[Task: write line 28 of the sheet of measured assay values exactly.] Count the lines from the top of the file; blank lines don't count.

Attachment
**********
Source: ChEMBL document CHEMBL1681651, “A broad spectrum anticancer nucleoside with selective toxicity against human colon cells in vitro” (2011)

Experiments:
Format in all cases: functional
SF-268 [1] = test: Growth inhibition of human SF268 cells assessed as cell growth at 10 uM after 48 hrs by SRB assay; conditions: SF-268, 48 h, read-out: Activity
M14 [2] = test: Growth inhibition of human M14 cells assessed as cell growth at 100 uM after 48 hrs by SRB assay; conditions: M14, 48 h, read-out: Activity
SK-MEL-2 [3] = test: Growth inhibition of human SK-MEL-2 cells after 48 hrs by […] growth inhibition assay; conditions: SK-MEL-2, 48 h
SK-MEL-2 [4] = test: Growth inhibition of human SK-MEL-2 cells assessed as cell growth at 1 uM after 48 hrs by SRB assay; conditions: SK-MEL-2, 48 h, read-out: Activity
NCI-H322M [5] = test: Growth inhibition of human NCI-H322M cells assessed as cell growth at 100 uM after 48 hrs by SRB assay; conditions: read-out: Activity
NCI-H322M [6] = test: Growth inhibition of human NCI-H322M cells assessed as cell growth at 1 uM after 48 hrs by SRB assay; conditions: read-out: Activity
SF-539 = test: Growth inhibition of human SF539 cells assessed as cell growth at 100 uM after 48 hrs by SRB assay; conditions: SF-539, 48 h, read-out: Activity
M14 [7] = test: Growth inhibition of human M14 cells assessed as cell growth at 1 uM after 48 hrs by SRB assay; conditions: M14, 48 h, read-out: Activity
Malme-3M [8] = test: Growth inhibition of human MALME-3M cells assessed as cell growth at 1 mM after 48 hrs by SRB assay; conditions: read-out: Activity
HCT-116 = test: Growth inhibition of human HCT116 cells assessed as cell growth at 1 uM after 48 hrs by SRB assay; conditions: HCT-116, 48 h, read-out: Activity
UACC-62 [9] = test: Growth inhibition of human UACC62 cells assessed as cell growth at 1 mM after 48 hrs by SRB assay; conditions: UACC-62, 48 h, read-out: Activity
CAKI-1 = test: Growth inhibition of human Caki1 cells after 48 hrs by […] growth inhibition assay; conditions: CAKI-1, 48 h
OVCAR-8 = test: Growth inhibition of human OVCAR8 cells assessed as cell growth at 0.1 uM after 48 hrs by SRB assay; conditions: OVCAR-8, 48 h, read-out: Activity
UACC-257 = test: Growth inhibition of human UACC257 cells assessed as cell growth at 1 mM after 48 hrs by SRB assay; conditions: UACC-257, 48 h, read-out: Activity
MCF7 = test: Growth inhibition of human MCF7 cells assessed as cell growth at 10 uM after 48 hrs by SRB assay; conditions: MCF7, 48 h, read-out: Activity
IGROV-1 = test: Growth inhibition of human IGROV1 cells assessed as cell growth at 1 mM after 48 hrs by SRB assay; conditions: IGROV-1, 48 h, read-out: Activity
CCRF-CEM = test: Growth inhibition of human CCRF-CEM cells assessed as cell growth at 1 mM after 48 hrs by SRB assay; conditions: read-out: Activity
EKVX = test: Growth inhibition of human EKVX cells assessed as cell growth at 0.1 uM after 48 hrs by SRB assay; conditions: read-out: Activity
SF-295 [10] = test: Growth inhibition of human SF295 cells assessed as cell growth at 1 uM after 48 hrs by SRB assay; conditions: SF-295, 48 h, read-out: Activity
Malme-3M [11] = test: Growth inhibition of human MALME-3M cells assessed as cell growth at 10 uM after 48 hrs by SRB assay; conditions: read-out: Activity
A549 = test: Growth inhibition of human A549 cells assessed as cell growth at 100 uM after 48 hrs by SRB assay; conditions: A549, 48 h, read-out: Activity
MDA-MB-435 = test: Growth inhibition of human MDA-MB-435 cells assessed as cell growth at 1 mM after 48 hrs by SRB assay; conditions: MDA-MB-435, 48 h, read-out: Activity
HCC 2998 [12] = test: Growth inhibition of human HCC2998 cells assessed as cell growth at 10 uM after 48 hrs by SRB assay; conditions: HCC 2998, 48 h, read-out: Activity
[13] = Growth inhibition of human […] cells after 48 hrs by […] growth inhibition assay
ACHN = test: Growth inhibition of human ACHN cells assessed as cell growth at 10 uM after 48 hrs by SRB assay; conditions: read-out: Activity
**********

ACHN = test: Growth inhibition of human ACHN cells assessed as cell growth at 10 uM after 48 hrs by SRB assay; conditions: read-out: Activity